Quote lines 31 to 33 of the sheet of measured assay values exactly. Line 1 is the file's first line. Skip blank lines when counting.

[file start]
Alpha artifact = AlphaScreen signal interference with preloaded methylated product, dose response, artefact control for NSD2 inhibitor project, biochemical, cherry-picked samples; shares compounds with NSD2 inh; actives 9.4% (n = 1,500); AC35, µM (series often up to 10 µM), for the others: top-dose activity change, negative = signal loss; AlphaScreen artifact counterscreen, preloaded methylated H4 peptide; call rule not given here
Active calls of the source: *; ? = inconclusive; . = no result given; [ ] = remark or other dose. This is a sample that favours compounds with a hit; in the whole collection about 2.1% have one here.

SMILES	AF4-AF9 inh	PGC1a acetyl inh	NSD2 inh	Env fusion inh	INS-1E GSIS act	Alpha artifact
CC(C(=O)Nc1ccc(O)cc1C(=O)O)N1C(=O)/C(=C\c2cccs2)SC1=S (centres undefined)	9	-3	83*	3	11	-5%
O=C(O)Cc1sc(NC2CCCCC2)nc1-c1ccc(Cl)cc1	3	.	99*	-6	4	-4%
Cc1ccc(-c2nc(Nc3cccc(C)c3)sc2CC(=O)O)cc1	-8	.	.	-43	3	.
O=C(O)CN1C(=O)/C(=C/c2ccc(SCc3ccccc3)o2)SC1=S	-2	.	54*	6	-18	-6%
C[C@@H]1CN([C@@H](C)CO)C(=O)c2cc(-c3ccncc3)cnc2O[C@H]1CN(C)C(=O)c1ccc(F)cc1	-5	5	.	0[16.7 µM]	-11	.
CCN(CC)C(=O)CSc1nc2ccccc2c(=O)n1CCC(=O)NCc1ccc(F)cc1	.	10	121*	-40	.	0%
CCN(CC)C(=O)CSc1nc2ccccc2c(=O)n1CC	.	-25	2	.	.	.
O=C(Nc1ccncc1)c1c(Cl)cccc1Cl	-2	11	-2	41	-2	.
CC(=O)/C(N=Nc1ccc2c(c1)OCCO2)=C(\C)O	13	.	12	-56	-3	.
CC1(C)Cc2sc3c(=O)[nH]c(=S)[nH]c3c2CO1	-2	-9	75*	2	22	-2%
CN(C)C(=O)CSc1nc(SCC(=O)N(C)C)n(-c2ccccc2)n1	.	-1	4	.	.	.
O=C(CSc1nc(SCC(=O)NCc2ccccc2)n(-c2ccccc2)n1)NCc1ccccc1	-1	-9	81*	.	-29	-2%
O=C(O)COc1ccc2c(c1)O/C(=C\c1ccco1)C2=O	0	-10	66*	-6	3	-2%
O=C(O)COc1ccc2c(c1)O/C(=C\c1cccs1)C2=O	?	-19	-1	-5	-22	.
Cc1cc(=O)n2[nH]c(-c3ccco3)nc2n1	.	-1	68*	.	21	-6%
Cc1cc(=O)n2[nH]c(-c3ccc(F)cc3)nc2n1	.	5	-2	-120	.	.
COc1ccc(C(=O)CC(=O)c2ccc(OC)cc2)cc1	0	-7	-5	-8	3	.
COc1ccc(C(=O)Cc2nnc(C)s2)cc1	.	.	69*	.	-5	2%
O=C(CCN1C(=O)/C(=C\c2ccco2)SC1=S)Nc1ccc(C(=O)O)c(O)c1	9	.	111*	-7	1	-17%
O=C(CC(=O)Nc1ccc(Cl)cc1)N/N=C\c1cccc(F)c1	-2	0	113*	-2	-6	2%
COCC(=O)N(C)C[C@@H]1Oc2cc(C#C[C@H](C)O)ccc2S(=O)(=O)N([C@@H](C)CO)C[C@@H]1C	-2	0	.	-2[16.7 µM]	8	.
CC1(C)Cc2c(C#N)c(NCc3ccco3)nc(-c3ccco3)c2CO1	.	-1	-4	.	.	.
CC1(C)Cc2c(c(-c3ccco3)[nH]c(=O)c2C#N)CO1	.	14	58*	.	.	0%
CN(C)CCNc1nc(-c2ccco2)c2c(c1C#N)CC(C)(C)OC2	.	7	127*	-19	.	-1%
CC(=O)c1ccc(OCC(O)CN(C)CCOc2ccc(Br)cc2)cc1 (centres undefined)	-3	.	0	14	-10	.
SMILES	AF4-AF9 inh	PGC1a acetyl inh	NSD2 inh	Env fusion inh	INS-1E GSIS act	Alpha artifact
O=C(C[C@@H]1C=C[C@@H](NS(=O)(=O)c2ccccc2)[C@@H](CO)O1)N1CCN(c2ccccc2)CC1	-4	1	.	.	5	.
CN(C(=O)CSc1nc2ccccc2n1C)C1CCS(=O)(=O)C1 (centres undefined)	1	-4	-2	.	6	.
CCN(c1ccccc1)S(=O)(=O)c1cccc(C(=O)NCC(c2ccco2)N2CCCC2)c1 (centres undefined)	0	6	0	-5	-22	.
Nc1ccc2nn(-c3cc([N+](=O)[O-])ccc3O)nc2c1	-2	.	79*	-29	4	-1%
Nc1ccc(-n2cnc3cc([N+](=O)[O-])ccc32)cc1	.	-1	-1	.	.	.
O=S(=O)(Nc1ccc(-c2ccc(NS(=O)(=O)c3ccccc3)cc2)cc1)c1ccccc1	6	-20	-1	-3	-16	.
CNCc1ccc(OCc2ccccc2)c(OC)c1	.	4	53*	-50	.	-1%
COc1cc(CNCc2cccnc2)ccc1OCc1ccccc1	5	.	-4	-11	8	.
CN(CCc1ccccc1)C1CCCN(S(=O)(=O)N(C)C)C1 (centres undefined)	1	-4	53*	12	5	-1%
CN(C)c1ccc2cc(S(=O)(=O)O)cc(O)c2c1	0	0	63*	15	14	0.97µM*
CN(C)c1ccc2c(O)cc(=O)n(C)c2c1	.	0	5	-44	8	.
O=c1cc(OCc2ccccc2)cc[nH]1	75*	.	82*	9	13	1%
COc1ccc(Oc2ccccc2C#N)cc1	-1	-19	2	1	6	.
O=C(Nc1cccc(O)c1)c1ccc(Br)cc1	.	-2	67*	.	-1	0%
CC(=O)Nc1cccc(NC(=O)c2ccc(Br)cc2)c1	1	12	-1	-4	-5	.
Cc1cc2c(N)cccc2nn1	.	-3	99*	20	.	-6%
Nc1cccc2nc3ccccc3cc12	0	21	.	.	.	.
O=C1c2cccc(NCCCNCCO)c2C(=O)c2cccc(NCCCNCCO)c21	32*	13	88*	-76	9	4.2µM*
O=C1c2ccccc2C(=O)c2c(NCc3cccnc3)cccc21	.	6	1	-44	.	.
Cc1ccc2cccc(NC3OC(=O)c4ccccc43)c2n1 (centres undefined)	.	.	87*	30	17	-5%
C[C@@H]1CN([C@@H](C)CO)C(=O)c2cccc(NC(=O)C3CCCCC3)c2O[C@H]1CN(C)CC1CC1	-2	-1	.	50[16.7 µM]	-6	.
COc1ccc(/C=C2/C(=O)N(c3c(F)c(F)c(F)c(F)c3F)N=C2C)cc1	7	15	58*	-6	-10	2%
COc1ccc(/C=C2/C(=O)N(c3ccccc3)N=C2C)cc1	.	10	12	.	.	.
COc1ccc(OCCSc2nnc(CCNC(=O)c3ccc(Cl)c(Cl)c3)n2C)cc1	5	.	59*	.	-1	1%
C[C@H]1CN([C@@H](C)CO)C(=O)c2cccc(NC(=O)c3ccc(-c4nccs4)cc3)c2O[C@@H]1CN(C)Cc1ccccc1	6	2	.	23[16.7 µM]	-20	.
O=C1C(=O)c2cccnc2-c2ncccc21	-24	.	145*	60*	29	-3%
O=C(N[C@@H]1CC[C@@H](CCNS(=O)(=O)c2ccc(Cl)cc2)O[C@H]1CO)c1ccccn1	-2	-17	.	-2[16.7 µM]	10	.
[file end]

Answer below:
CN(C(=O)CSc1nc2ccccc2n1C)C1CCS(=O)(=O)C1 (centres undefined)	1	-4	-2	.	6	.
CCN(c1ccccc1)S(=O)(=O)c1cccc(C(=O)NCC(c2ccco2)N2CCCC2)c1 (centres undefined)	0	6	0	-5	-22	.
Nc1ccc2nn(-c3cc([N+](=O)[O-])ccc3O)nc2c1	-2	.	79*	-29	4	-1%